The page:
A policeman (2nd R) and private security personnel stand guard at the entrance of a road leading towards the U.S. consulate in…
FILE - A policeman and private security personnel stand guard at the entrance of a road leading towards the U.S. consulate in Lahore, Aug. 9, 2013.

ISLAMABAD - The United States Embassy in Pakistan drew strong backlash Wednesday for retweeting a political statement critical of the host government, prompting the diplomatic mission to apologize for what it said was an "unauthorized post."

The controversy stemmed from comments on Tuesday tweeted by an opposition lawmaker, Ahsan Iqbal, along with a screenshot of an American media article titled "Trump's defeat is a blow for the world's demagogues and dictators."

Iqbal went on to say in a veiled reference to Prime Minister Imran Khan: "We have one in Pakistan too. He will be shown way out soon. Insha Allah (God willing)." 


 
The U.S. Embassy, through its official Twitter account, retweeted Iqbal's remarks, angering top government officials and other Pakistanis on social media. They demanded the post be swiftly removed and an apology be submitted.

The diplomatic mission said in a statement Wednesday that its Twitter account was "accessed" without authorization and it had deleted the post in question. 

"The U.S. embassy does not endorse the posting or retweeting of political messages. We apologize for any confusion that may have resulted from the unauthorized post," the embassy said on its Twitter account.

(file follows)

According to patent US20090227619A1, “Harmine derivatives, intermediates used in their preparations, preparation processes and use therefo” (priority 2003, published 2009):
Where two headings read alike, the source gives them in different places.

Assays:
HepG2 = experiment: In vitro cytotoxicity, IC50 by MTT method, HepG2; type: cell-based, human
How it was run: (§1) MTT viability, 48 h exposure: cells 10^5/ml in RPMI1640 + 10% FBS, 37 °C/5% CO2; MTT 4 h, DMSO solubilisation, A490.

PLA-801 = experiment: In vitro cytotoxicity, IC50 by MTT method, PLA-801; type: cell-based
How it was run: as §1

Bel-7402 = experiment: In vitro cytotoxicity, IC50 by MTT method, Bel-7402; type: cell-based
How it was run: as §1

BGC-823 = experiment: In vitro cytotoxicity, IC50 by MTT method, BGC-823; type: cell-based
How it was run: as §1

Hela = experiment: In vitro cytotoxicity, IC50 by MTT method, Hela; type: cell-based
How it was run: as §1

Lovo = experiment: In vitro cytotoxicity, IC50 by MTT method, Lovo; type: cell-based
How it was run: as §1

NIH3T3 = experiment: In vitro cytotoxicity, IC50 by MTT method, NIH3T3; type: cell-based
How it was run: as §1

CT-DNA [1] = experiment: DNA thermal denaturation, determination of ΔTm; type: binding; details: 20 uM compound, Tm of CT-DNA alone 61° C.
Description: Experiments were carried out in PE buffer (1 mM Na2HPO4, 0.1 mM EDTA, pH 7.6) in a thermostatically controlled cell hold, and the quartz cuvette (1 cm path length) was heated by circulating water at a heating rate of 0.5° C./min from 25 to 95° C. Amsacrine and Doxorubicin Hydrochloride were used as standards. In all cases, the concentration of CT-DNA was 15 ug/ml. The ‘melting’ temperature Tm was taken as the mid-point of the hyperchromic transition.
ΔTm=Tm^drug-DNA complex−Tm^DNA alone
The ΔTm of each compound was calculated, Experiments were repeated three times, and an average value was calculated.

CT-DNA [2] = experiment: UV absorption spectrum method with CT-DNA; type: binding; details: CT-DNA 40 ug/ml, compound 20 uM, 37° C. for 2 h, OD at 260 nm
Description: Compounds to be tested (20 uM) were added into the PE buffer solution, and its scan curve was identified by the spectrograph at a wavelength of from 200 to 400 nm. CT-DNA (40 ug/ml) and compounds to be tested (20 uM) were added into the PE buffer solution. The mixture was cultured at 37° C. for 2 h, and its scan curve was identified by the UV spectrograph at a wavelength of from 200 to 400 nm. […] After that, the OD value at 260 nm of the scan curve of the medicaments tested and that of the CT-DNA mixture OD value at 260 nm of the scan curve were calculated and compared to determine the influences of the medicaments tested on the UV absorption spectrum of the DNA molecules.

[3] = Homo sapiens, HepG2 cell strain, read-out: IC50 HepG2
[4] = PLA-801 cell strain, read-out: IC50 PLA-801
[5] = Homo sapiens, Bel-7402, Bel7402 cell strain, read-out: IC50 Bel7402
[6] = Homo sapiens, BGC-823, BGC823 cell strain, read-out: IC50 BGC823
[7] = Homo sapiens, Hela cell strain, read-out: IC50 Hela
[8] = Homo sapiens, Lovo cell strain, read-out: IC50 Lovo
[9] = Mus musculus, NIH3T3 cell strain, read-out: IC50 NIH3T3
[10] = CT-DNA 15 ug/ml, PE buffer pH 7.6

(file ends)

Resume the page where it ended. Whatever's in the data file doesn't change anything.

However, Pakistani Human Rights Minister Shireen Mazari rejected the U.S. statement as insufficient. 

"This not good enough esp after great delay! Account was clearly not hacked so someone who had access to it used it "without authorization". Unacceptable that someone working in US Embassy pushing a particular political party's agenda - has serious consequences including staff visas scrutiny," Mazari tweeted.  

Imran Ismail, a senior ruling party leader and governor of Pakistan's southern Sindh province also denounced the U.S. Embassy for retweeting what he said were "derogatory" and "utterly absurd" remarks against Prime Minister Khan.

"This is against diplomatic protocols. An apology is needed with immediate clarification if fake or hacked," Ismail said and asked the Pakistani Foreign Ministry to take "required action" against the U.S. mission.  

 

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